A friend quotes her son, who says that our immune systems are failing because we have been in isolation. I respond that it’s not isolation: it is stress. Anyone who is not stressed by the addition of war to a pandemic needs to have their head examined. Why does stress mess up our immune systems?

We have two main systemic states: sympathetic and parasympathetic. Sympathetic is the high stress, fight or flight, muscles fired up, gut on hold, and unfortunately we have a pretty sympathetic state culture. Add a pandemic on top of that and then a war and no wonder everyone is flipping out. Parasympathetic is the one we don’t hear about: the happy, relaxed one that likes stupid cat videos and laughter.

Without the sympathetic nervous system, we can survive. Without the parasympathetic, we die.

I have written about how we metabolize cholesterol, depending on whether we are in a sympathetic or parasympathetic state. When we are relaxed, or less stressed, we make more sex hormones and thyroid hormone. That is parasympathetic.

When we are in a crisis, or more stressed, we make more adrenaline and cortisol. That is in the sympathetic nervous system arousal state.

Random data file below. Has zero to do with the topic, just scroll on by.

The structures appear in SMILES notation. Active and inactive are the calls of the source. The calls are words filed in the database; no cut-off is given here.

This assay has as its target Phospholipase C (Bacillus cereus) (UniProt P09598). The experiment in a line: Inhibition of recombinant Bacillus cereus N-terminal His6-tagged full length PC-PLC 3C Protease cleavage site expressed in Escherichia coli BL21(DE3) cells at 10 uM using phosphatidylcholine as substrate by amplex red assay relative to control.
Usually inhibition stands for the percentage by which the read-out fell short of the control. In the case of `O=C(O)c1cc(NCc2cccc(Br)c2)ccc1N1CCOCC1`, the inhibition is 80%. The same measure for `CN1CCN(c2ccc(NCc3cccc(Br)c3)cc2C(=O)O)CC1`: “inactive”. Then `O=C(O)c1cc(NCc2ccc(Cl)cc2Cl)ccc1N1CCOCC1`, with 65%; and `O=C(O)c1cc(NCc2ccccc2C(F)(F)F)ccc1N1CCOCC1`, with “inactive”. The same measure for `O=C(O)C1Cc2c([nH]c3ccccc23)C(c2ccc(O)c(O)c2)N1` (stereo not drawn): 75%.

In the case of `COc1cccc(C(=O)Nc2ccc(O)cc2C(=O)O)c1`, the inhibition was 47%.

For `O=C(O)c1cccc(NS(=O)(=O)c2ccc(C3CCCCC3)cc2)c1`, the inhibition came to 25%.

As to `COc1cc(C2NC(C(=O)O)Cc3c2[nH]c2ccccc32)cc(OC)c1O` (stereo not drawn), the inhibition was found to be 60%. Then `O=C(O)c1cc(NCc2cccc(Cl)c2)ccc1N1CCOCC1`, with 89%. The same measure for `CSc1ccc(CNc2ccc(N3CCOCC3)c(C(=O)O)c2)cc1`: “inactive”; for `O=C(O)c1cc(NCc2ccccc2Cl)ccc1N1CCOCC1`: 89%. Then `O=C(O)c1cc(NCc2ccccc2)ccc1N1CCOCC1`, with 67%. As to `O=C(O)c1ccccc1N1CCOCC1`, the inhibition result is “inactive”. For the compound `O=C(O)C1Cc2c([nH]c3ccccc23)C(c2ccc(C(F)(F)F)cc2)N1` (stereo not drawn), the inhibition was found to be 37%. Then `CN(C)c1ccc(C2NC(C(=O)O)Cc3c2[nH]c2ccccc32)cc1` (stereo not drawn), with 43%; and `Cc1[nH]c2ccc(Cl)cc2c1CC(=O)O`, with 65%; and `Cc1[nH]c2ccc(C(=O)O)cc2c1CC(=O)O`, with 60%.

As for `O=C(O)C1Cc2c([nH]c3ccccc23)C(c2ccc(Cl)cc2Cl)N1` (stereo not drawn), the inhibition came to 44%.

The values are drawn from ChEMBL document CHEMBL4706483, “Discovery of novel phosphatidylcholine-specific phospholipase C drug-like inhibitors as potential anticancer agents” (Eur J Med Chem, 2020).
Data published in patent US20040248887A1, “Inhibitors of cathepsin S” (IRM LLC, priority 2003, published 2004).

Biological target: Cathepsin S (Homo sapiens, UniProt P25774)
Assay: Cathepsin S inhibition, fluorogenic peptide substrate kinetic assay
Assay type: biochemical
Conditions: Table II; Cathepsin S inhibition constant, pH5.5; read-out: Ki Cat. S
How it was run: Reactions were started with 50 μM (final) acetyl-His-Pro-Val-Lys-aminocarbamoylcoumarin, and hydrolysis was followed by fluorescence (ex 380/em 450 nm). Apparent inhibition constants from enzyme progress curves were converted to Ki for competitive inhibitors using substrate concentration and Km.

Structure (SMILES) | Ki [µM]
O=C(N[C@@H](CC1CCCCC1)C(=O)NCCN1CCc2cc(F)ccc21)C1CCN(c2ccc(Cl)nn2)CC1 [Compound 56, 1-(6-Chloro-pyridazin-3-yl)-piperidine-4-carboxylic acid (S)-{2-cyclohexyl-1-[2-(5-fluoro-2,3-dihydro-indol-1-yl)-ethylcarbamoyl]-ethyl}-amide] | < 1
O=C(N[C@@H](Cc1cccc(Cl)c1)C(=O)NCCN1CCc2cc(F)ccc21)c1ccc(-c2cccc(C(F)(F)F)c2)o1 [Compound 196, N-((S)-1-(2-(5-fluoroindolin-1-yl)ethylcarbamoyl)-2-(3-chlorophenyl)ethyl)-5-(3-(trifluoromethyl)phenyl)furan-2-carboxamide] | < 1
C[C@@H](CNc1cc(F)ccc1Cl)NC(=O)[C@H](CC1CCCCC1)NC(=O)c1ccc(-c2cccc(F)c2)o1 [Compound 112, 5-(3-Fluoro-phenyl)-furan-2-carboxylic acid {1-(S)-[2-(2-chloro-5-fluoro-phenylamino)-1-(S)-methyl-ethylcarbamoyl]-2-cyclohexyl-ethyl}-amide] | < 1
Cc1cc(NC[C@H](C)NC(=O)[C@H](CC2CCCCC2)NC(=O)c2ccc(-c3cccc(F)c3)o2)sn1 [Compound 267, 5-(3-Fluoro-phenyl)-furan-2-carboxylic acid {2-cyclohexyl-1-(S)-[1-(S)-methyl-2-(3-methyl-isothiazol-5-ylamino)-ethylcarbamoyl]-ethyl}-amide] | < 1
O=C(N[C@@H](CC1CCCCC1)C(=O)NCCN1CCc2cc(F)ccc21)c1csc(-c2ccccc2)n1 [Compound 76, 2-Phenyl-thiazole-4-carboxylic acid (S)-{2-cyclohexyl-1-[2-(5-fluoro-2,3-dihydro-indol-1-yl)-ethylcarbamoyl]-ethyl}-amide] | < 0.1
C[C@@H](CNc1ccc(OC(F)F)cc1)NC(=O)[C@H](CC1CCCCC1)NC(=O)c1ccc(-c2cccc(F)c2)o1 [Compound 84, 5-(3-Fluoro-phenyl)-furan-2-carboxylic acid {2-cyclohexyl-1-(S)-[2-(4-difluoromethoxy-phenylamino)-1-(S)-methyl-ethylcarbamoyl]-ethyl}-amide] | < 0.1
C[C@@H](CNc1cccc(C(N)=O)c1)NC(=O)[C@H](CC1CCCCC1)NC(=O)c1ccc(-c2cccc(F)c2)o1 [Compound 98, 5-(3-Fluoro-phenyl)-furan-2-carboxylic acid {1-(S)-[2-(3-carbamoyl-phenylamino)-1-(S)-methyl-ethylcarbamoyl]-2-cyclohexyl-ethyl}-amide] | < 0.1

A pain conference I went to at Swedish Hospital took this a step further. They said that chronic pain and PTSD patients are in a high sympathetic nervous system state. The sympathetic nervous system is the fight or flight state. It’s great for emergencies: increases heart rate, dilates air passages in the lungs, dilates pupils, reduces gut mobility, increases blood glucose, and tightens the fascia in the muscles so that you can fight or run. But…. what if you are in a sympathetic nervous system state all the time? Fatigue, decreased sex drive, insomnia and agitated or anxious. And remember the tightened fascia? Muscle pain. The high cortisol level also is not good for the immune system, so we are more likely to get sick. High cortisol also raises blood sugar and the immune system is hyperalert. We are more likely to develop autoimmune disorders.